When I was young, my late grandfather tried to impress upon me the value of learning something new every day. As I have gotten older, I have tried to put this practice into . . . uh . . . practice. Some days, I do it quite well, like the day I learned that when you heat something with a hole in it, the hole gets larger (instead of smaller, as I had first thought). Other days, my newfound knowledge is worthless, almost to the point of embarrassment. Did you know that it is possible to buy a bag that is full of little colorful cardboard-ish cereal marshmallows?
I learned this fact quite by accident. Mrs. JPC and I were driving Son No. 1 north to South Bend (Indiana is like that – we have to drive south to get to North Vernon, too) so that he could catch a ride back to the Dominican community in St. Louis. On the way, we stopped at a place that is becoming a favorite stop for fresh or unusual foods. Wilson Farm Market in Arcadia, Indiana is the place, which you really must check out if you find yourself in the area. For example, this has become my go-to for the French Burnt Peanuts that I wrote about last year.
As we walked through the candy area (on the way to the ice cream counter – yeah, this place is not always good for us) the lad’s eyes lit up. “Lucky Charms Marshmallows!” And he was right – there were bags of pink hearts, yellow moons, orange stars, green clovers and whatever other colors and shapes they have added since my childhood when the stuff first came out.
He reminded us that it had always his opinion that if only General Mills would have filled the box with just marshmallows and left the actual cereal out, this would be the perfect breakfast. I never shared that opinion, because in addition to not caring much for the frosted oats in Lucky Charms, I was never a great fan of the marshmallows, either.
Our son’s fondness for Lucky Charms got the Mrs. and I thinking about what our favorite childhood cereals had been. At my house, Cocoa Krispies were King. We didn’t get them often, mainly because even at a young age I could power through a box in about three days. And who doesn’t love making your own chocolate milk in the bowl? Truth be told, I could still do some major damage to a box of Cocoa Krispies, which is why I never buy them. I have enough bad dietary habits without bringing Breakfast Crack into the pantry. If Kellogg’s has not trademarked the term “Breakfast Crack”, it should.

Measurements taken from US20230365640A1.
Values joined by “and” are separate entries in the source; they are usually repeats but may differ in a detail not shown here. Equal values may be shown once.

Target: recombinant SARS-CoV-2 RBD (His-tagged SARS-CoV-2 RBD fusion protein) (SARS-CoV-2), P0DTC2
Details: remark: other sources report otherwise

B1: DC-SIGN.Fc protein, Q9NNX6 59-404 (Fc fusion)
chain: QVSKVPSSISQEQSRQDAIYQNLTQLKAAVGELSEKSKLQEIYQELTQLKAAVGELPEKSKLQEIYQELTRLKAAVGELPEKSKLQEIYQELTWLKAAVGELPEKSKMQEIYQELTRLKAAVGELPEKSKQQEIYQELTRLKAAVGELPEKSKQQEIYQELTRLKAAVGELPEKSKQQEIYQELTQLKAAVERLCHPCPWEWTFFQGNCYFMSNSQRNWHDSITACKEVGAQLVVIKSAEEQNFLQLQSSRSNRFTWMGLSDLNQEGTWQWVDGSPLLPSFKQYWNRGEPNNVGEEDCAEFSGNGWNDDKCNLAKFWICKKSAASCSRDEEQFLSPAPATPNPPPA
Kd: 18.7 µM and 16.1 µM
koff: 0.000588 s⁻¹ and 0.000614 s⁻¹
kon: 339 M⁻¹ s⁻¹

The Mrs.’ version of Breakfast Crack is Cap’n Crunch. Her life was filled mostly with Cheerios and Shredded Wheat, so when Cap’n Crunch made it into their house of five kids, it was not there long. Me? I always found it good for tearing up the roof of my mouth and not much more. But perhaps my animus comes from the time that they hit me in my weak spot and started putting toy cars in the boxes.
I plowed through the Regular and Crunchberry varieties quickly enough (for a Mustang and a Barracuda, if memory serves), but in order to get the red Dodge Charger Daytona (the one with the crazy three-foot-high wing on the back) I had to fight my way through the Cap’n Crunch Peanut Butter cereal. Now I could deal with Cap’n Crunch, and I also like peanut butter. But some things just do not belong together. And in the house where I grew up, there would be no throwing out of perfectly edible cereal just because I had already gotten the car.
The car was, of course, near the bottom of the box. (Another house rule was “no digging of your hands through the cereal box. If you can’t see the toy, then you’ll just have to wait until tomorrow.” My mother was of German ancestry, and there were rules. Finally came the day when the plastic wrapper of the red Charger peeked through that awful cereal and success was at hand. Until I fumbled when putting my prize together and broke it. Not even a red Dodge Charger Daytona could make me commit to another box of that stuff, and thus passed the only chance I will ever have in this lifetime of owning one.
My, this has been quite a segue from the Bag O (cardboardish) Marshmallows that started this piece, so I guess I need to get back on topic. A goodly-sized bag of the things left the store with us that day and went into our son’s luggage. Once he looked at me with a perfectly straight face and said “They’re magically delicious”, I shook my head and told him to go ahead and get them. I am told that the colorful but hard little nuggets have been quite popular among the younger residents of the Dominican Priory, who are keen to nosh on them as snacks (to the consternation of the older priests living there.) I suppose when we visit next, we had better take a bag or two along to contribute to the well-being of the student brothers, who are undoubtedly unable to add them to the Priory’s normal shopping list. Maybe they will find ways to work them into their preaching?
Maybe you already knew that these bags of little marshmallows were a thing. They apparently are, because when we stopped by the same place last weekend we were in line behind some other young guy who bought a bag of them. But in case you were as surprised to learn about these as we were, you have just gotten a free head start should you decide to put my grandfather’s rule into practice. You’re welcome.